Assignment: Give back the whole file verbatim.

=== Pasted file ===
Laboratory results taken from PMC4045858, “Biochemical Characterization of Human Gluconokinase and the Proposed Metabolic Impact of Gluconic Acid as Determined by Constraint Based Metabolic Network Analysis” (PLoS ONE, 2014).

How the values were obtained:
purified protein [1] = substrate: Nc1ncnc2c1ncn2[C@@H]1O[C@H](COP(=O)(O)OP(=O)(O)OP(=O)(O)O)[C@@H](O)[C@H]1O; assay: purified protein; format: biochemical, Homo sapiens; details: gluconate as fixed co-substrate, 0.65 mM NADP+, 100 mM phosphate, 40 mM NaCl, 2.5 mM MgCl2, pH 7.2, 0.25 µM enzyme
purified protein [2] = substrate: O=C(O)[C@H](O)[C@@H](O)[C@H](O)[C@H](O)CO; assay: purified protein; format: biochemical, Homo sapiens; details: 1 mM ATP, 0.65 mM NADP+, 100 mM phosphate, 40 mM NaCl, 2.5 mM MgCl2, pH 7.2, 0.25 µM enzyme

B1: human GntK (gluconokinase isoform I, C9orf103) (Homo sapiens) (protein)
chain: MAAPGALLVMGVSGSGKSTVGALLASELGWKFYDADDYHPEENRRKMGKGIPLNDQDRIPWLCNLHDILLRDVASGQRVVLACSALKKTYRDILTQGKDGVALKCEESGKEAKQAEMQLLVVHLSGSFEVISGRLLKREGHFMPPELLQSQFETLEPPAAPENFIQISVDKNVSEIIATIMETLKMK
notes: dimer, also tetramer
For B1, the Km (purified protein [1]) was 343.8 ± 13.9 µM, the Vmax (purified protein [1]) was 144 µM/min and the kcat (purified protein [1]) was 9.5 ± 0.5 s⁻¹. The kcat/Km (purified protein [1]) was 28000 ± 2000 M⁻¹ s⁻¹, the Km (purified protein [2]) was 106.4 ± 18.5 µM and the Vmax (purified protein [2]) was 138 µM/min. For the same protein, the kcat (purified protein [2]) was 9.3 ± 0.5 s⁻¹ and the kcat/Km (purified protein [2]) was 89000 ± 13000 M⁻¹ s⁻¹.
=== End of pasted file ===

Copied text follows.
Laboratory results taken from PMC4045858, “Biochemical Characterization of Human Gluconokinase and the Proposed Metabolic Impact of Gluconic Acid as Determined by Constraint Based Metabolic Network Analysis” (PLoS ONE, 2014).

How the values were obtained:
purified protein [1] = substrate: Nc1ncnc2c1ncn2[C@@H]1O[C@H](COP(=O)(O)OP(=O)(O)OP(=O)(O)O)[C@@H](O)[C@H]1O; assay: purified protein; format: biochemical, Homo sapiens; details: gluconate as fixed co-substrate, 0.65 mM NADP+, 100 mM phosphate, 40 mM NaCl, 2.5 mM MgCl2, pH 7.2, 0.25 µM enzyme
purified protein [2] = substrate: O=C(O)[C@H](O)[C@@H](O)[C@H](O)[C@H](O)CO; assay: purified protein; format: biochemical, Homo sapiens; details: 1 mM ATP, 0.65 mM NADP+, 100 mM phosphate, 40 mM NaCl, 2.5 mM MgCl2, pH 7.2, 0.25 µM enzyme

B1: human GntK (gluconokinase isoform I, C9orf103) (Homo sapiens) (protein)
chain: MAAPGALLVMGVSGSGKSTVGALLASELGWKFYDADDYHPEENRRKMGKGIPLNDQDRIPWLCNLHDILLRDVASGQRVVLACSALKKTYRDILTQGKDGVALKCEESGKEAKQAEMQLLVVHLSGSFEVISGRLLKREGHFMPPELLQSQFETLEPPAAPENFIQISVDKNVSEIIATIMETLKMK
notes: dimer, also tetramer
For B1, the Km (purified protein [1]) was 343.8 ± 13.9 µM, the Vmax (purified protein [1]) was 144 µM/min and the kcat (purified protein [1]) was 9.5 ± 0.5 s⁻¹. The kcat/Km (purified protein [1]) was 28000 ± 2000 M⁻¹ s⁻¹, the Km (purified protein [2]) was 106.4 ± 18.5 µM and the Vmax (purified protein [2]) was 138 µM/min. For the same protein, the kcat (purified protein [2]) was 9.3 ± 0.5 s⁻¹ and the kcat/Km (purified protein [2]) was 89000 ± 13000 M⁻¹ s⁻¹.